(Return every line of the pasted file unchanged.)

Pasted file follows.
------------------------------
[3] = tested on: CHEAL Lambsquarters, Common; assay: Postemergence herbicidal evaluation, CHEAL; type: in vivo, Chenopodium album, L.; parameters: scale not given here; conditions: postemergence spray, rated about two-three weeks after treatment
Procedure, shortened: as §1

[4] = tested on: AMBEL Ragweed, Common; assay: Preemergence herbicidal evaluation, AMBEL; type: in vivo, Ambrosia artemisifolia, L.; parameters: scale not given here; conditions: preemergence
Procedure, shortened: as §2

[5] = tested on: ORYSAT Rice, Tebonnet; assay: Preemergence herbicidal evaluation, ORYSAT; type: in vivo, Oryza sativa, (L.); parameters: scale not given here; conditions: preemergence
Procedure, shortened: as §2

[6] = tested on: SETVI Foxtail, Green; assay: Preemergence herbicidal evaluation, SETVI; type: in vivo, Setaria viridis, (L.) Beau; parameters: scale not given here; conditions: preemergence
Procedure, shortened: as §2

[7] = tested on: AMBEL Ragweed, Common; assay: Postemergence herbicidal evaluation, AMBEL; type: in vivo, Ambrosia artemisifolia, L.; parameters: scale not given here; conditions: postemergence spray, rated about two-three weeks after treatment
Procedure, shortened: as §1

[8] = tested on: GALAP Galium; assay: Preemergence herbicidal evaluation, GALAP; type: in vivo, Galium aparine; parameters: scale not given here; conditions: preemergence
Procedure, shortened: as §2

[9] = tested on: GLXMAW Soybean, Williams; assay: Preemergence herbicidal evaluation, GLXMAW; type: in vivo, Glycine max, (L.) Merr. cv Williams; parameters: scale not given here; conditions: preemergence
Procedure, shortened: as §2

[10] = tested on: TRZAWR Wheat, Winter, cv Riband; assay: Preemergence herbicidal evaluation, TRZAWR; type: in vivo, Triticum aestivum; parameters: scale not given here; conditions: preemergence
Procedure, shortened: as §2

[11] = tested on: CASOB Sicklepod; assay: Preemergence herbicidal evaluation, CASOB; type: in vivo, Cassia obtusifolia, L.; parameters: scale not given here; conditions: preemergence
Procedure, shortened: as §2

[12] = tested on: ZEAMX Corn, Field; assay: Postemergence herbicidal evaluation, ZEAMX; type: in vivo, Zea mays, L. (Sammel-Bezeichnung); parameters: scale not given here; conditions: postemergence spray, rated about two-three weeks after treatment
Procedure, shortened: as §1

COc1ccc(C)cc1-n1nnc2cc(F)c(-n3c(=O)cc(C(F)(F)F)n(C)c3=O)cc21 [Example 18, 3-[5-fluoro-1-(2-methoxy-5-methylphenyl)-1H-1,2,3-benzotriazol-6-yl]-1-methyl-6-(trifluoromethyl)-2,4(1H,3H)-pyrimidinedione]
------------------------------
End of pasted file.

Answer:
[3] = tested on: CHEAL Lambsquarters, Common; assay: Postemergence herbicidal evaluation, CHEAL; type: in vivo, Chenopodium album, L.; parameters: scale not given here; conditions: postemergence spray, rated about two-three weeks after treatment
Procedure, shortened: as §1

[4] = tested on: AMBEL Ragweed, Common; assay: Preemergence herbicidal evaluation, AMBEL; type: in vivo, Ambrosia artemisifolia, L.; parameters: scale not given here; conditions: preemergence
Procedure, shortened: as §2

[5] = tested on: ORYSAT Rice, Tebonnet; assay: Preemergence herbicidal evaluation, ORYSAT; type: in vivo, Oryza sativa, (L.); parameters: scale not given here; conditions: preemergence
Procedure, shortened: as §2

[6] = tested on: SETVI Foxtail, Green; assay: Preemergence herbicidal evaluation, SETVI; type: in vivo, Setaria viridis, (L.) Beau; parameters: scale not given here; conditions: preemergence
Procedure, shortened: as §2

[7] = tested on: AMBEL Ragweed, Common; assay: Postemergence herbicidal evaluation, AMBEL; type: in vivo, Ambrosia artemisifolia, L.; parameters: scale not given here; conditions: postemergence spray, rated about two-three weeks after treatment
Procedure, shortened: as §1

[8] = tested on: GALAP Galium; assay: Preemergence herbicidal evaluation, GALAP; type: in vivo, Galium aparine; parameters: scale not given here; conditions: preemergence
Procedure, shortened: as §2

[9] = tested on: GLXMAW Soybean, Williams; assay: Preemergence herbicidal evaluation, GLXMAW; type: in vivo, Glycine max, (L.) Merr. cv Williams; parameters: scale not given here; conditions: preemergence
Procedure, shortened: as §2

[10] = tested on: TRZAWR Wheat, Winter, cv Riband; assay: Preemergence herbicidal evaluation, TRZAWR; type: in vivo, Triticum aestivum; parameters: scale not given here; conditions: preemergence
Procedure, shortened: as §2

[11] = tested on: CASOB Sicklepod; assay: Preemergence herbicidal evaluation, CASOB; type: in vivo, Cassia obtusifolia, L.; parameters: scale not given here; conditions: preemergence
Procedure, shortened: as §2

[12] = tested on: ZEAMX Corn, Field; assay: Postemergence herbicidal evaluation, ZEAMX; type: in vivo, Zea mays, L. (Sammel-Bezeichnung); parameters: scale not given here; conditions: postemergence spray, rated about two-three weeks after treatment
Procedure, shortened: as §1

COc1ccc(C)cc1-n1nnc2cc(F)c(-n3c(=O)cc(C(F)(F)F)n(C)c3=O)cc21 [Example 18, 3-[5-fluoro-1-(2-methoxy-5-methylphenyl)-1H-1,2,3-benzotriazol-6-yl]-1-methyl-6-(trifluoromethyl)-2,4(1H,3H)-pyrimidinedione]